There are strong indications that about 45,000 Nigerians who paid the 2023 hajj fares may miss the pilgrimage to Saudi Arabia over visa issues.
LEADERSHIP Friday gathered that, in the last two weeks, the affected intending pilgrims could not secure visas due to the delay in the remittance of their hajj fares to the Central Bank of Nigeria (CBN) by the National Hajj Commission of Nigeria (NAHCON).
Consequently, the CBN couldn’t remit the funds to the pilgrims’ agencies and tour operators’ bank accounts in Saudi Arabia for the payment of hajj services.
State pilgrim officials and private tour operators have confirmed that throughout last week and this week, no pilgrim visa was approved because of NAHCON’s delay in remitting hajj funds to CBN to credit the pilgrims’ International Bank Account Numbers (IBAN).
The non-remittance has made it impossible for tour operators and state pilgrim boards to log onto their various pilgrims’ portals to pay for hajj services that include accommodation, feeding, transports and tents before finally securing visa.
Insiders at CBN said that before now, the hajj commission remitted fares to the apex bank two to three months before the airlift of pilgrims.
But the officials, who said they were not authorised to speak on the matter, noted that this time, the commission remitted the fund to CBN barely two weeks before the inaugural flight on May 25, 2023.
The ongoing transition and probes of the hajj commission by anti-graft agencies “have fueled CBN’s suspicion of NAHCON foreign transactions. CBN has to be very meticulous in funding these foreign accounts,” a top official of the bank said.
A staff of the CBN said that the apex bank was alarmed by the hajj commission’s transactions “when it tried to move about $400 million to Saudi Arabia in one tranche. This single incident forced CBN to be more cautious.”
Findings revealed that apart from the visa issue, the commission had not mobilised the five approved airlines for the hajj operations two weeks after the commencement of the airlift.
“The airlines are complaining. They have not been paid a dime two weeks into the airlift operation,” an official of the commission said.
At this rate, it is not surprising if the airlines fail to airlift all the pilgrims to Saudi Arabia. The commission had airlifted a little over 30,000 pilgrims as of Wednesday, leaving behind 45,000 others.
It was learnt that a supremacy battle between the NAHCON leadership and a commissioner in charge of a critical office was one of the factors that slowed down the operations.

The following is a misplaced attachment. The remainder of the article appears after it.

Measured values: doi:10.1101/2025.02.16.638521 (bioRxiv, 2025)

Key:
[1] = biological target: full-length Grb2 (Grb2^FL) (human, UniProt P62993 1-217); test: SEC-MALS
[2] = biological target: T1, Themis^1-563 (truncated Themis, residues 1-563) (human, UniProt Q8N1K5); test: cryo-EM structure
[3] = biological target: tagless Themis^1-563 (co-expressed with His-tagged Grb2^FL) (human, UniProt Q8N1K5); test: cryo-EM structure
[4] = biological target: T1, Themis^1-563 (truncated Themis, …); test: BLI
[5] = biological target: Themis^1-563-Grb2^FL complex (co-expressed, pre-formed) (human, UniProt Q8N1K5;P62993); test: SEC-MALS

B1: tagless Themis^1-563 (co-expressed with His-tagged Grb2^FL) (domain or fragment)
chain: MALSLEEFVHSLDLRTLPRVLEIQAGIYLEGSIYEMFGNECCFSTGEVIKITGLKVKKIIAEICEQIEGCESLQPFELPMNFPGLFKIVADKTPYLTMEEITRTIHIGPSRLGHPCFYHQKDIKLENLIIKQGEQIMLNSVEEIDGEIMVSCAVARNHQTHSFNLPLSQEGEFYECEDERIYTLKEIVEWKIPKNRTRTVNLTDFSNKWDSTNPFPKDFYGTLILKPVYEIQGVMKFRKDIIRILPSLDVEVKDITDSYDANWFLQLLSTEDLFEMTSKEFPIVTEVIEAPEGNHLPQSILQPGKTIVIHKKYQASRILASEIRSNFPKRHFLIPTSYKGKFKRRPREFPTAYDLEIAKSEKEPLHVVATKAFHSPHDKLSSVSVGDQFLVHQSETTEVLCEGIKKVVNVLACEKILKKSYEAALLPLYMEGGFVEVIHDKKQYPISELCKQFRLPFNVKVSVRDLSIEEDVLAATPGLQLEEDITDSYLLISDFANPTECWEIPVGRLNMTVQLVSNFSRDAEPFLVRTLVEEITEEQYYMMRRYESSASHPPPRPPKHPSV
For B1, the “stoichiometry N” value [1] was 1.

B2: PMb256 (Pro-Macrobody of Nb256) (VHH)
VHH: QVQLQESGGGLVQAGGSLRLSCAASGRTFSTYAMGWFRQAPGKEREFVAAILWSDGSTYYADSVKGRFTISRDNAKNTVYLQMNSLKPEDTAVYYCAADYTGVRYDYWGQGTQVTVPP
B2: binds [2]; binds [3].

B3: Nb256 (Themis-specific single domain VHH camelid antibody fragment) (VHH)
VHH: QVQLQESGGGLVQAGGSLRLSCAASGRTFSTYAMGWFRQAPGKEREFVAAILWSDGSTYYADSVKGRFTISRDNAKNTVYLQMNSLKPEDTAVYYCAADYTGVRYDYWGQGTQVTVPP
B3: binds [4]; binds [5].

The official allegedly disregarded a superior’s order for making payments.
“He does it with open audacity even though he has zero experience in hajj operations. He deliberately slows the system,” a NAHCON official said.
There are fears that many pilgrims may miss the hajj, with the commission having only 16 days to evacuate the remaining 45,000 pilgrims to the holy land.
For NAHCON to meet up with the deadline, it must henceforth airlift an average of 2,812 pilgrims daily, which requires at least six Boeing 747 – 500 passenger capacity aircraft, which will operate daily for the remaining 16 days.
Sources say that Vice President Kashim Shettima has intervened so that CBN can fast-track the funds transfer.
A tour operator said the development may further worsen the precarious conditions of many tour operators.
“NAHCON did the same thing last year. We paid money to it but it failed to remit it to the CBN in time. A majority of tour operators’ pilgrims missed the 2022 hajj. Many of our members are either bankrupt or facing litigation or probes by the EFCC and police,” a tour operator who doesn’t want his name mentioned said.
Saudi Arabia has granted Nigeria 95,000 slots for the 2023 hajj pilgrimage, 75,000 for state pilgrims, and 20,000 for private tour operators.
NAHCON spokesperson, Mousa Ubandawaki, however told journalists that the visa suspension was due to “technical hitches” on the part of the CBN.
Ubandawaki blamed a federal government’s directive that bars CBN from remitting funds to foreign accounts for the visa stall.